Don't let history books or size fool you. While ancient Rome was the powerhouse of the world for more than 1,500 years, it's not even in the top ten of empires in terms of size. At its greatest height, Rome held 12 percent of the world's population, making it number 28 on the list. Beating it is the British Empire with around a quarter of the world's population at its peak.
The iconic monument of the city was known by something very different in 1st century AD. Because it was built around the time of the Flavian dynasty, it was known as the Amphitheatrium Flavium. The name switch occurred around 1000 AD, but even that had nothing to do with the building — it had more to do with a massive statue outside.
3. Cleopatra Was Living In Rome At An Important Time
The famed queen of Egypt was the mistress of Julius Caesar and he brought her over to Rome from Egypt in 46 AD. Her appearance and style made an impression in Roman culture, but she didn't stay long. Two years later she fled after Caesar was assassinated by Roman senators.
4. Some Women Played Part In Julius Caesar's Death
The assassination of Julius Caesar was carried out by Roman senators, but behind the scenes, some powerful women played a role. One tried saving an assassin while another, Paula, may have married a senator loyal to Caesar as a way to get him to turn on him.
Ancient Romans were no different than the guy drawing a huge dong on the public bathroom stall nowadays. The walls of Pompeii showed us this after we dug it out of volcanic ash. It had really lewd messages on the walls such as this one: "“Weep, you girls. My penis has given you up. Now it penetrates men’s behinds. Goodbye, wondrous femininity!”
A lot of Roman theater played off (read: were rewrites ) of Greek plays. What was very different from the source material was that Roman did not play around with themes of violence and sex. For example, an emperor once asked a troupe of mimes to have intercourse onstage during a performance.
Trajan's Market is the ancient world's version of what we now know of a mall. It had two floors and could hold around 150 shops. The wild thing about it is that it's almost 2,000 years old — it was built around 110 AD — and is still standing.
The female priestess of Vesta were known for their purity and for their importance, as they were the only female priests in the Roman religious system. They entered their holy purpose incredibly early in life - before puberty around the age of six to ten. Then they kept to their name and led a life of celibacy for 30 years!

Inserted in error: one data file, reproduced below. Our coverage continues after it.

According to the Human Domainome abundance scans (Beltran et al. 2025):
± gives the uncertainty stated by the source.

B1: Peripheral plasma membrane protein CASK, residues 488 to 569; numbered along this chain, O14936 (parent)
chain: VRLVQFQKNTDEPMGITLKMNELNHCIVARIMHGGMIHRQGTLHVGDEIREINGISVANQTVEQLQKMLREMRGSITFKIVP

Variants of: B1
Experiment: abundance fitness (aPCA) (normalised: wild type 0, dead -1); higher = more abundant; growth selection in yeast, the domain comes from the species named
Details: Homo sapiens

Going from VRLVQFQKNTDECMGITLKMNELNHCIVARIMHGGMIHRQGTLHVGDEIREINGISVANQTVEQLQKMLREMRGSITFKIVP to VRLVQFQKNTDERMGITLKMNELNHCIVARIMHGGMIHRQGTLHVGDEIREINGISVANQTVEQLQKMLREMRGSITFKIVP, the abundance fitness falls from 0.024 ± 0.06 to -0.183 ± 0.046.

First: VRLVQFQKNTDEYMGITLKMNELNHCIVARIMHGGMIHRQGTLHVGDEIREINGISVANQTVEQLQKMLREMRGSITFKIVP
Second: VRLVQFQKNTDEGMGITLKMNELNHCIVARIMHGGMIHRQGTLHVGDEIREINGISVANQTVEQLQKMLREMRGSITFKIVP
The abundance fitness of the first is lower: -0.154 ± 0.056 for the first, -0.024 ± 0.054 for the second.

We can joke on a person's weird raw keto vegan diet all we want now, but if you have Roman blood, your ancestor ate weirder stuff. The size of their border allowed to find ingredients for dishes you couldn't imagine, like a flamingo tongue. Ice cream was also on the menu if you were the emperor.
It's really gross to think about, but the Romans were pretty clever in the way they used human waste in their day-to-day life. An example is freshening up their togas with a fullery. This was a place where people would jump up and down in large vats of urine to use the ammonia to removed the grease for the cloth.
The sewage system of ancient Rome is still an impressive sight. Known as the Cloaca Maxima, it is named after the goddess Cloacina, who also protects the massive sewer line. Strangely enough, she is also the protector of sexual intercourse in marriage.
Long before Prince made purple his thing, the color was once tied to high-class in ancient times. You could know the status of a Roman by the amount of purple in their toga. A magistrate's toga, for example, had only purple trims while generals and emperors had solid purple togas during celebrations.
Being an actor in ancient Rome did not get you the Hollywood treatment. Romans considered it a lower-status job and those in high society tended to avoid associating with them. Spending too much time at the theater was considered bad for a person's character.
Vandals and the general decadence of empire are normally assumed as the causes for the end of the Roman Empire. But some historians are saying that there might be another reason worth noting; everyone might have been feeling the effects of lead poisoning. The water pipes, food in contact with lead containers, and even the cosmetics of the time all had traces of lead.